In 1995, Tribe Financial broker and founding partner Frances Hinojosa was a third-year psychology student at York University, working part-time at BMO, when the bank offered her the chance to become a full-time member of the team. Already questioning the career that awaited her if she were to continue her studies, Hinojosa saw at BMO an opportunity to do many of the things she would have done as a therapist or social worker – assisting people with challenges and helping them get as much satisfaction out of life as they can.
Even though she left psychology behind as a career, Hinojosa says she still relies on many of the concepts she absorbed as a student when guiding clients through stressful circumstances or mentoring agents new to the industry.
“When people are dealing in the world of money, there is a lot of emotion tied to it,” she says, adding that she believes her psychology background has been more valuable than a degree in finance ever could be. “Numbers are one thing, but it’s the emotional connections – dealing with people and understanding human behaviour – that will help you far more, especially in the brokering environment.”
It was at York where Hinojosa first explored the idea of emotional intelligence – the intangible, invaluable ability to establish relationships that grant access to the emotional underlayer teeming beneath each person’s persona. Engaging a client or colleague on a deeper level, however – not “How are you?” but “How are you really doing?” – requires brokers to be vulnerable themselves. That’s not a side many brokers, who are supposed to have all the answers, are always willing to show.
“I think we all tend to come [into the industry] with a bit of a hard shell,” Hinojosa says. “It’s that fear that if I show that I’m vulnerable in a situation that maybe I won’t be taken as seriously, or I’m going to demonstrate that maybe I don’t know it all. But it was those things that allowed me to progress so fast in the growth of my career – because I was willing to show that vulnerability.”
The path to the broker channel
BMO saw more than just emotional intelligence in their young hire. After only a year in customer service, Hinojosa was made lending manager of one of the bank’s branches in Etobicoke. Being put in charge of the branch’s debt-related inquiries was both new and frightening for Hinojosa, whose personal experience with credit at the time included a student loan and not much else, but she saw it as an opportunity to learn. She underwent a week-long, in-class training program and had a 30-year banking veteran as her mentor.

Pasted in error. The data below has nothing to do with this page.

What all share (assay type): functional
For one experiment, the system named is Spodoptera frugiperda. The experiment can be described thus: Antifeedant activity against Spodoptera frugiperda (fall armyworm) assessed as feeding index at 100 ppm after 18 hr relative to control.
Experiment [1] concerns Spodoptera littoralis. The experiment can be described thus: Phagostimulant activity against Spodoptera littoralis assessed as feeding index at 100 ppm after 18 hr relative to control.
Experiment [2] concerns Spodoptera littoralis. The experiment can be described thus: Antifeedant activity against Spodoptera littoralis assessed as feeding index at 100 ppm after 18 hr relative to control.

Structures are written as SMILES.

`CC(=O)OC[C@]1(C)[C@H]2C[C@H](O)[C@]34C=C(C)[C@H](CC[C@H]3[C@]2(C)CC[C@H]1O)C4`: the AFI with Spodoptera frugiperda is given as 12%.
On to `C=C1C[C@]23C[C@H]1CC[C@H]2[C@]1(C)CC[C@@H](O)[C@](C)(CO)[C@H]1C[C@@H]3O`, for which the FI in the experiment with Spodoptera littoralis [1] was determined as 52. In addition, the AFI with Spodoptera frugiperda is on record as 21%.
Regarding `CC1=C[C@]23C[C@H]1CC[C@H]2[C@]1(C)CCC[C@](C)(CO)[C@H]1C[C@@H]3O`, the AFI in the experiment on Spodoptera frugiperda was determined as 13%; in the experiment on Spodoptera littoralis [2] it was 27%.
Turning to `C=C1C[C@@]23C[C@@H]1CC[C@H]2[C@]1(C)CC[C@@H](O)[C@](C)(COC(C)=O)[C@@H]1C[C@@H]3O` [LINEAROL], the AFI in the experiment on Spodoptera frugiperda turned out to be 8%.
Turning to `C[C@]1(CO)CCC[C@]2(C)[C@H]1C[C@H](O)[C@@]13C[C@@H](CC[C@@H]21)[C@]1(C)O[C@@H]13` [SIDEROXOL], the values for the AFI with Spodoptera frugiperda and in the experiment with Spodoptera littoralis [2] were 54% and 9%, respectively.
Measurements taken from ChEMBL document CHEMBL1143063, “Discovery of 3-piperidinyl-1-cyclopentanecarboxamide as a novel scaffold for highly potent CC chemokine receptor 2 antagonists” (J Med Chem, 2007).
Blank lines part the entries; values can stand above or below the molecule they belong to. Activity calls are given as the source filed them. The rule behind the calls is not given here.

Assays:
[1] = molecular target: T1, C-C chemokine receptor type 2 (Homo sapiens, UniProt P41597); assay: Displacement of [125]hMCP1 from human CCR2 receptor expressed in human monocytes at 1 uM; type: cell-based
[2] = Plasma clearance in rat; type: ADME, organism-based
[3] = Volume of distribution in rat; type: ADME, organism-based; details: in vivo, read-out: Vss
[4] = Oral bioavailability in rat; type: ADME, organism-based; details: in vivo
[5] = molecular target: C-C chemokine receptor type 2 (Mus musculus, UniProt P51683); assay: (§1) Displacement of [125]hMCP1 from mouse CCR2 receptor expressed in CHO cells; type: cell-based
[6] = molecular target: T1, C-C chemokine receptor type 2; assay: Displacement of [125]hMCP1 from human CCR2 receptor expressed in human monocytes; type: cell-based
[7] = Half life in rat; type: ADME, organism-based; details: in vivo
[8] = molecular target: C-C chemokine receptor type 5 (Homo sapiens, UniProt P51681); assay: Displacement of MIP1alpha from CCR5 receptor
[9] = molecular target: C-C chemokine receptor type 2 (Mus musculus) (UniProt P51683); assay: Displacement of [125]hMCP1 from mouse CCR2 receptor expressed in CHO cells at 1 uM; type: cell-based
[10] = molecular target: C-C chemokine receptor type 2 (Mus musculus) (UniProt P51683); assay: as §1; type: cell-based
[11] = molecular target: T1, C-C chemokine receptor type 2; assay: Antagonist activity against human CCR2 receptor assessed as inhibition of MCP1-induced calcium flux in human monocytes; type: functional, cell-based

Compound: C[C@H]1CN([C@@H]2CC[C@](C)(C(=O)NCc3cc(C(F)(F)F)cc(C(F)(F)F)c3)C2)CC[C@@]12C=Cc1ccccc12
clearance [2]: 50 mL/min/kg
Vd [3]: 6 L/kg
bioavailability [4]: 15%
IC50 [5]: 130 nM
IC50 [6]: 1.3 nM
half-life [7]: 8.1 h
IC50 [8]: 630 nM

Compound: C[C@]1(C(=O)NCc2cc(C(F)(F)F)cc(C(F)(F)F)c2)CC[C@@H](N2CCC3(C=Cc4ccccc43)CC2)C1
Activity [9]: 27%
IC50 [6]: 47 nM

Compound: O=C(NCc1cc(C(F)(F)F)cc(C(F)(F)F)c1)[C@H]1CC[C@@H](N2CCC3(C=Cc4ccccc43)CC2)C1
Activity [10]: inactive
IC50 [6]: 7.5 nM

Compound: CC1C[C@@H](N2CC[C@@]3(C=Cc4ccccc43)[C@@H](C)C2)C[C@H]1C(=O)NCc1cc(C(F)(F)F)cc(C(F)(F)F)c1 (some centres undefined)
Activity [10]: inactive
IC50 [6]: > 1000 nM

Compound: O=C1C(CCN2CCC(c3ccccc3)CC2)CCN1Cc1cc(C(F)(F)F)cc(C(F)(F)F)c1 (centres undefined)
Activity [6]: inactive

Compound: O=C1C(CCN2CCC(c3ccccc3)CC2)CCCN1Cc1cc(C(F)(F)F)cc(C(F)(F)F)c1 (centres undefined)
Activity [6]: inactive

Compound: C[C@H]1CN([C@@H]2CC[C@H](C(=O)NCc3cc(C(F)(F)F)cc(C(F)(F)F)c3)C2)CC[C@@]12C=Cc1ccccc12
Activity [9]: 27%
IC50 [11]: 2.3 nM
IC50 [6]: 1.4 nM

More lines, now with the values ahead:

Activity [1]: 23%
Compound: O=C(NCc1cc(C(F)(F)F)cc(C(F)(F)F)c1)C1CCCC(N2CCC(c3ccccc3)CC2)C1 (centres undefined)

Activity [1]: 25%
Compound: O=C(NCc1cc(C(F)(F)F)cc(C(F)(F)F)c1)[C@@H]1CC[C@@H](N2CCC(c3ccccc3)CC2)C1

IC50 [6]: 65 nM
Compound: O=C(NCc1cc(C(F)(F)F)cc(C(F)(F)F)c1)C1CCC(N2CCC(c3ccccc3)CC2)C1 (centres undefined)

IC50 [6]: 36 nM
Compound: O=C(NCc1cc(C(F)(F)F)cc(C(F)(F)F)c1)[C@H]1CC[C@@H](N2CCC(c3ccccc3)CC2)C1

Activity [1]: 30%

Hinojosa feels that banks’ willingness to train staff and invest considerable resources into preparing their employees for long-term success is why so many top brokers emerge from the banking space.
“They consistently trained me on sales strategy, how to have difficult conversations, negotiation skills,” she says. “I was able to embrace that environment and learn as much as possible. It’s hard to go into any career without having proper mentorship and guidance behind you.”
In 2003, after a two-year stint as an investment lending specialist, Hinojosa became a mortgage specialist for BMO. While her colleagues were competing for Bay Street investment bucks, she was drawn to debt’s overlooked potential.
“Everybody wants to be the investment planner, but I always loved the debt side,” she says. “I thought there was a void. ‘Debt’ was this dirty word. People didn’t say they specialized in debt. But a lot of the time, debt can be used for good.”
After a decade of turning debt into dazzle at BMO, Hinojosa began to feel somewhat limited by the constraints of working directly for a lender. Armed with extensive training and experience, she embarked on the next phase of her career as a mortgage agent.
“I wanted to bring a lot of the banking world that I did like, which was the structure but not the rigidness of it, [to brokering],” she says. “I think individuals are realizing that dealing with one institution is really stifling their ability to provide proper advice to a consumer and guide them through their financial journey.”
Transparency and trust
After a fruitful three years with Dominion Lending Centres, Hinojosa launched Tribe Financial, where she and her team specialize in what she describes as “holistic debt advice” for consumers. Fuelled in large part by the same emotional intelligence that has powered Hinojosa’s career, Tribe has, in its four years of existence, developed a reputation in the industry for building transparent, tight-knit relationships, both internally and externally.
For Hinojosa, transparency is the key ingredient when it comes to building trust, whether with clients or fellow brokers. That lack of a hidden agenda, she says, “creates a safe environment where you can have those courageous conversations with one another. When you have multiple truths being spoken at the same time, that’s when progression starts to happen.”
And progression is what Hinojosa’s career has been all about. Developing the kinds of emotional and intellectual tools that put clients at ease. Adding to her skill set until she could confidently launch a business that reflects her values. And, most importantly, assisting others in their own evolving journeys.
“It’s not about the money or the profit,” she says. “It’s empowering others – empowering our agents to be the best they can be and empowering our clients to reach their financial goals.”